On Monday, the Brookings Institution released a report by University of Texas researcher Heywood Sanders on the economics of convention centers and the public subsidies that help fund them. It took me a couple of days have time to give it a thorough read, but it was worth it: Sanders’ findings are pretty darn damning of this industry, and point up many parallels with the sports stadium racket:
Cities are spending taxpayer money on new and expanded convention centers at an unprecedented rate: $2.4 billion a year now, with 44 new or expanded centers currently in the works.
The stated goal of all this spendthiftery is to capturea share of the growing convention market – except that the market, Sanders finds, is shrinking, and now seems unlikely ever to rebound to its previous levels.
With a glut of convention space and fewer and fewer big conventions to fill them, event planners are increasingly “churning” through various venues for the best offers. As a result, many cities now find themselves throwing good money after bad, offering deeply discounted rates in order to attract any business at all.
The upshot, as convention center consultant David Petersen tells Sanders: “In North America, only two or three convention centers in major markets consistently generate enough operating income to pay operating expenses” – and that’s after the public has paid off the center’s initial construction debt.
As far as remedies go, Sanders has a long list of recommendations, running from increased use of independent auditors to investigate the claims of convention center boosters, to better public oversight of the process of allocating funds for these beasts. Notes the report: “Even where the voters have said ‘no’ to center bond issues or new taxes – as they have done in Pittsburgh, Columbus, Portland, and San Jose – investments in convention facilities have a way of happening despite the electoral outcome – as in Pittsburgh, Columbus, Portland and San Jose.” Like I said: Parallels.
Over the past few days, Sanders’ Brookings report has gotten a mess of press coverage, with the New York Times noting it “raises questions about the wisdom of joining the convention hall space race,” while Bloomberg News columnist Joe Mysak called it “The Report Wall Street Doesn’t Want You to Read.” Of course, then there’s Arizona Republic columnist Jon Talton, who looked at Sanders’ figures of a plummeting convention market and drew this conclusion: “This is an arms race that Phoenix must win. If only 10 cities nationally will eventually compete for trade shows, Phoenix should be among them. If anything, the Civic Plaza expansion is years late.”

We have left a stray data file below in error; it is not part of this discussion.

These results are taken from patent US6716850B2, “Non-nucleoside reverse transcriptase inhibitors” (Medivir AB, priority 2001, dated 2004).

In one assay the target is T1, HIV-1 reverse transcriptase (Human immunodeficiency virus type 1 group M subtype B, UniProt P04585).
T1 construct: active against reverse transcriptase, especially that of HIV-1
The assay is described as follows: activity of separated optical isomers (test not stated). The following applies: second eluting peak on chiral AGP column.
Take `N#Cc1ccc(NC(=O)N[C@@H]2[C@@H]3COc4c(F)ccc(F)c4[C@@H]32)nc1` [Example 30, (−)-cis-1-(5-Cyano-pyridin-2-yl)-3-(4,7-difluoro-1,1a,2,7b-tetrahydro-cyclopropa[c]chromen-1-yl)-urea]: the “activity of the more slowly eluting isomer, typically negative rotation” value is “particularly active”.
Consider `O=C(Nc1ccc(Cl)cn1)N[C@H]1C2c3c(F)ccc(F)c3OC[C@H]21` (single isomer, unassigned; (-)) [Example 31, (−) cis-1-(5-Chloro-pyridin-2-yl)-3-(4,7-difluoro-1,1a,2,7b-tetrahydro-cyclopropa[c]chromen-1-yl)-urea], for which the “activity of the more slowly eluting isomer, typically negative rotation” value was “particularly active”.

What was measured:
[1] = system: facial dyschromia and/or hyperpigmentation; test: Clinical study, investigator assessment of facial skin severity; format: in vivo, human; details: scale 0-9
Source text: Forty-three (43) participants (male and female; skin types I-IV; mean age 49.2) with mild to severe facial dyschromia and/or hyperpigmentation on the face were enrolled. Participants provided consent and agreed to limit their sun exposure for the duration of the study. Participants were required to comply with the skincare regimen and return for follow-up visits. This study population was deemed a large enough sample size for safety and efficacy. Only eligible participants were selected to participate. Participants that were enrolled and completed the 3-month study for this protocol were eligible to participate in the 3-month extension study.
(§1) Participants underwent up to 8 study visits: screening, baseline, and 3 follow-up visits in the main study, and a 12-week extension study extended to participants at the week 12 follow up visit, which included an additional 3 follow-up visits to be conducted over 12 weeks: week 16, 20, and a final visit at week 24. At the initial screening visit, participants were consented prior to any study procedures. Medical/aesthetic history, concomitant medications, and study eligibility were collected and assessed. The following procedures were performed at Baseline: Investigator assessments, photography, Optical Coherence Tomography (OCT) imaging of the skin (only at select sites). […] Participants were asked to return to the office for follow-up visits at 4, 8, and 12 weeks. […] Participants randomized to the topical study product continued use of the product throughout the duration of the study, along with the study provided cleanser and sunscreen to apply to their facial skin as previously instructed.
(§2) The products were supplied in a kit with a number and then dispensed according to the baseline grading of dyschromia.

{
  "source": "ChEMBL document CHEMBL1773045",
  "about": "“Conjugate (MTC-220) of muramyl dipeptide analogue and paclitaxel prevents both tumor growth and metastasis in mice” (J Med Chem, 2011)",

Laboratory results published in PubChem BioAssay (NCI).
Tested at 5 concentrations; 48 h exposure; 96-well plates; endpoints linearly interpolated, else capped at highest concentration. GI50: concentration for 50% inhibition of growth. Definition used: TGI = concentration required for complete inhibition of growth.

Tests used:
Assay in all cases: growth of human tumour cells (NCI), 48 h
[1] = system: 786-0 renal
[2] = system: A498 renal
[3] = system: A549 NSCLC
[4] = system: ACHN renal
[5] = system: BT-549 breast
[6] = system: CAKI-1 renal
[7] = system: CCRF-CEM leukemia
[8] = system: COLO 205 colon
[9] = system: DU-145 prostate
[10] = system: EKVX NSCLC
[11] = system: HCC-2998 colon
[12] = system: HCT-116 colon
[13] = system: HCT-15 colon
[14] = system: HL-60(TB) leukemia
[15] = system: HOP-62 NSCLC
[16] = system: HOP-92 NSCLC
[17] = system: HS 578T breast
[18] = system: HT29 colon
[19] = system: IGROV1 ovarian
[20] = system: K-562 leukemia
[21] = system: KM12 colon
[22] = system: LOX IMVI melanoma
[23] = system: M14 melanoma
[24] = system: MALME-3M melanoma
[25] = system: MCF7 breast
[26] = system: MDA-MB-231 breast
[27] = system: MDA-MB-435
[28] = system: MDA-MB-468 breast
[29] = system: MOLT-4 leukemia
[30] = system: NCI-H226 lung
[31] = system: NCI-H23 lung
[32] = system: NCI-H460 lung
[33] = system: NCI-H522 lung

I tracked down Sanders for a quick chat yesterday, in which he laughed about the Arizona Republic story (noting of Arizona that “in stadium terms, they’re the biggest Kool-Aid swallowers”), and elaborated on some of the points raised by his report:
Seeing the quote that only two or three convention centers cover operating costs absolutely floored me.
Let me make it clear: They never cover debt. In the perverse world of convention centers, if you actually run in the black you’re doing a bad job. For the following reason: The convention market is so competitive, with cities offering rent discounts, that if you’re making money, you’re likely only doing it because you’re doing local events, banquets and weddings and local shows. Because they all pay. So if you make money, you’re actually failing at bringing in out-of-towners.
Because the out-of-towners have so many choices that they’re never going to pay enough to pay operating costs?
Oh, yeah. If you go to the Dallas CVB website, you’ll see what kind of deals they’re giving – five bucks a night for every hotel room, half-price rates, special fares on American Airlines.
You were cobbling this together based on what data was available. How confident do you feel about these findings, given how little hard data there is on the convention industry?
It’s a little bit like being a CIA intelligence analyst – you have to read the tea leaves. What struck me, however, is how consistent it is. If you’re looking at declines of 30 and 40 and 50%, you’re looking at pretty hefty declines. And if you’re looking at those declines from New York to San Francisco, and Los Angeles to Boston, and Chicago to Houston, and they’re consistent, we’re in pretty good shape.
We’ve talked before about how attention to convention centers has trailed a bit behind stadiums. Do think it’s convention centers’ time for the spotlight?
I’d like to think. But it’s not easy. Look at a stadium – the hype is consistent from one end of the country to the other, but at least once it happens, you can see what the attendance numbers are, you can look to some degree at a team’s finances, you can look around the stadium and see what happens. With convention centers, it’s enormously difficult just measuring attendance. In that kind of environment, even if someone wants to study one city, it’s tremendously difficult.
While this website will remain focused on stadium shenanigans, if there’s a bit of spotlight left over in coming weeks and months, expect me to focus it on convention centers as well.